Harare — Zimbabwe launched a new gold-backed digital currency in an effort to halt re-dollarization, which the administration of President Emmerson Mnangagwa worries could destroy the country’s already struggling economy.
The digital tokens, also known as Zimbabwe Gold (ZiG), which are primarily measured in milligrams, can be used for transactions by both private individuals and businesses, according to the nation’s Central Bank. In addition to being priced in U.S. dollars and local currency, they can be purchased via banks in ZiG, while bank customers can make purchases with ZiG accounts through POS (point-of-sale) systems or online payments.
Zimbabwe introduced gold coins in July 2022 to be used in peer-to-peer and peer-to-business transactions, as well as serve as a store of value as the local currency continued to depreciate against major currencies. Physical gold coin owners can swap or convert their coins into digital tokens that are backed by gold through the banking system.
After a decade of dollarization that followed record-breaking hyperinflation under former leader Robert Mugabe, Zimbabwe reinstated its own currency in 2019. The Zimbabwean dollar, however, rapidly depreciated against foreign currencies. This week it was trading at a rate of ZWL$5,252 to $1, and on the black market, one dollar can now be bought for ZWL$10,000.
To defend the local currency at the height of the Covid-19 pandemic, the government instituted a multi-currency system. Today, authorities estimate that US dollars account for 80% of economic transactions.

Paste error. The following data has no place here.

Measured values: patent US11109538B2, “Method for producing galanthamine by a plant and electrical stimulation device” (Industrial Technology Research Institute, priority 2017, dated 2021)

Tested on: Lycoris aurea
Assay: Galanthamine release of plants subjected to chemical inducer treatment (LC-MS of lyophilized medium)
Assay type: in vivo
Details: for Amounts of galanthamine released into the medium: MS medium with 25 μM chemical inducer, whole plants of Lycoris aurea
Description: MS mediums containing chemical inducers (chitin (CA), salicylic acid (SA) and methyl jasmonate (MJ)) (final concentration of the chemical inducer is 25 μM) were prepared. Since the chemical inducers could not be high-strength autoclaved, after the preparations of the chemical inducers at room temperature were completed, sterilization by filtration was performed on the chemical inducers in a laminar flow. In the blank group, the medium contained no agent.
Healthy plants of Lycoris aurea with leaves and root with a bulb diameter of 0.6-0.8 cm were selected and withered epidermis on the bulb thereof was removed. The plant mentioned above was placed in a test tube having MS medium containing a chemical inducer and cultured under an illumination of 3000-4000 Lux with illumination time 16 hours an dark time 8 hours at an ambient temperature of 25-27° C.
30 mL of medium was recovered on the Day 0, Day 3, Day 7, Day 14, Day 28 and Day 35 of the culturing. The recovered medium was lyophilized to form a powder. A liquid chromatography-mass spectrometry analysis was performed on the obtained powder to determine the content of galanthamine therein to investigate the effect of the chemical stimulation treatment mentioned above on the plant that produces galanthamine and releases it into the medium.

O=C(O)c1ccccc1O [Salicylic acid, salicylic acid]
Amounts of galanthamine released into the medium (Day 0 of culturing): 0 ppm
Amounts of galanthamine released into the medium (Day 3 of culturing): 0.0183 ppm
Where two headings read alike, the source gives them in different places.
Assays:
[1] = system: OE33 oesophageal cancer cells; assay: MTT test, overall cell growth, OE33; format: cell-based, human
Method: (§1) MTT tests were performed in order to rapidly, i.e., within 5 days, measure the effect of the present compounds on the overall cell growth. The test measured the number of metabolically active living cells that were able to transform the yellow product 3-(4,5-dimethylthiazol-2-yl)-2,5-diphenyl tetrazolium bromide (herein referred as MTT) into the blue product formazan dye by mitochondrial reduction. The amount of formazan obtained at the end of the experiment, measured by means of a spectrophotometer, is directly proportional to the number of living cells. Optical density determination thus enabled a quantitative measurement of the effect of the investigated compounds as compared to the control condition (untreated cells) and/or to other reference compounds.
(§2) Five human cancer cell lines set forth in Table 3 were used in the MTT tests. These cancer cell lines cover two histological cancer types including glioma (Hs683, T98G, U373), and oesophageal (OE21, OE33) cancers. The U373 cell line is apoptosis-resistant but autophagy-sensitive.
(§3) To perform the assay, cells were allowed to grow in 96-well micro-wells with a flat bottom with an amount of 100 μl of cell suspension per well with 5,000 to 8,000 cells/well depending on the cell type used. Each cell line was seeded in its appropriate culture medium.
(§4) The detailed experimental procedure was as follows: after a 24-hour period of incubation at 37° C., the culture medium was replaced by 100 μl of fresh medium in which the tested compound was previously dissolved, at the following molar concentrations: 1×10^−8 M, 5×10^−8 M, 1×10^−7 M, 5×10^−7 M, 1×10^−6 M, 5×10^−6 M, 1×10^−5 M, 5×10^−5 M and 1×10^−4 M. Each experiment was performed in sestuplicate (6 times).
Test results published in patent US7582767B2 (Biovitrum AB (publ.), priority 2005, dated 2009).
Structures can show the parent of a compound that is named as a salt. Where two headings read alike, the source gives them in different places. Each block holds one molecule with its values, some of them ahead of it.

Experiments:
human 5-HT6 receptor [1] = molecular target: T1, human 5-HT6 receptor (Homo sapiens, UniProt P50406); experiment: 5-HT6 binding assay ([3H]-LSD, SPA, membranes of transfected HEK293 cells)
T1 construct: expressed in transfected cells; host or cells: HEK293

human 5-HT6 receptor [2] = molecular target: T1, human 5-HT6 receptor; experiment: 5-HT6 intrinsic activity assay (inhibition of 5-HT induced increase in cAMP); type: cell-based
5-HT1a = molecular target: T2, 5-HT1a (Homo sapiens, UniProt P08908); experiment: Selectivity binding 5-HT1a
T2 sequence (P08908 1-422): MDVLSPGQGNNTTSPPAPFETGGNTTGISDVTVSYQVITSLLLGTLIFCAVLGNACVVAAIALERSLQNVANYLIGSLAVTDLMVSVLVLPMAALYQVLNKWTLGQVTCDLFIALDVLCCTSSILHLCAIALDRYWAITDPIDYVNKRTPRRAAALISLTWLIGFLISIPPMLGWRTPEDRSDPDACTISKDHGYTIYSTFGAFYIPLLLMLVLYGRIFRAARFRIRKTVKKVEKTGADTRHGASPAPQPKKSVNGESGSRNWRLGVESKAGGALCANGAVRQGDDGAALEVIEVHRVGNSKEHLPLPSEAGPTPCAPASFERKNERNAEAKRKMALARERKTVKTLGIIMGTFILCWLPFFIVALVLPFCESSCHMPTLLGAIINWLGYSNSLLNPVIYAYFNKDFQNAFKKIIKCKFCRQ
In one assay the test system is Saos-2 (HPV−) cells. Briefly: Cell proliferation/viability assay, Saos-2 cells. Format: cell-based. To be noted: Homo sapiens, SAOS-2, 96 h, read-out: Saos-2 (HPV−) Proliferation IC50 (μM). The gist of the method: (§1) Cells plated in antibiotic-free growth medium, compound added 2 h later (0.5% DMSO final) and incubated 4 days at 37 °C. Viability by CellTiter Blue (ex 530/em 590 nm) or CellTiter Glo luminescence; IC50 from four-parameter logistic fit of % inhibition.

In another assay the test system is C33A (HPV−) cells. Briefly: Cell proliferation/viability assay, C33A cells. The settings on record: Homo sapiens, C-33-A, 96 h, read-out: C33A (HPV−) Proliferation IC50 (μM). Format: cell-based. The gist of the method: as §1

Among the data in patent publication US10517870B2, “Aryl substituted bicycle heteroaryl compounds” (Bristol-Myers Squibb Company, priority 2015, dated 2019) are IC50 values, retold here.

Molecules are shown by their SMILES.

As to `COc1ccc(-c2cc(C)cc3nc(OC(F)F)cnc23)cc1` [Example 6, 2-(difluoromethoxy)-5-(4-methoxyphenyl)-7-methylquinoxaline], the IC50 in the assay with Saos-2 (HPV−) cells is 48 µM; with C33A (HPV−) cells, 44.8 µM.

Zimbabwe’s top export product is gold. The nation produced 35.2 metric tonnes last year and in 2023, according to the administration, it aims to produce 40 metric tonnes in an effort to boost mining sector income and revive the flagging economy. The majority of the the country’s gold, according to watchdogs, is sold through unauthorized channels. A documentary by Al Jazeera revealed how members of the southern African country’s political elite smuggled the gold to refineries in Dubai.
The Reserve Bank of Zimbabwe denied having any connections to the smugglers after claims that the smugglers used the Central Bank to launder money through its gold buying activities.
Soaring inflation is piling pressure on President Emmerson Mnangagwa in a country that still remembers the economic chaos under Mugabe’s almost four decades of rule. Hyperinflation forced the country to abandon the Zimbabwe dollar in 2009, and it opted instead to use foreign currencies, mainly the U.S. dollar.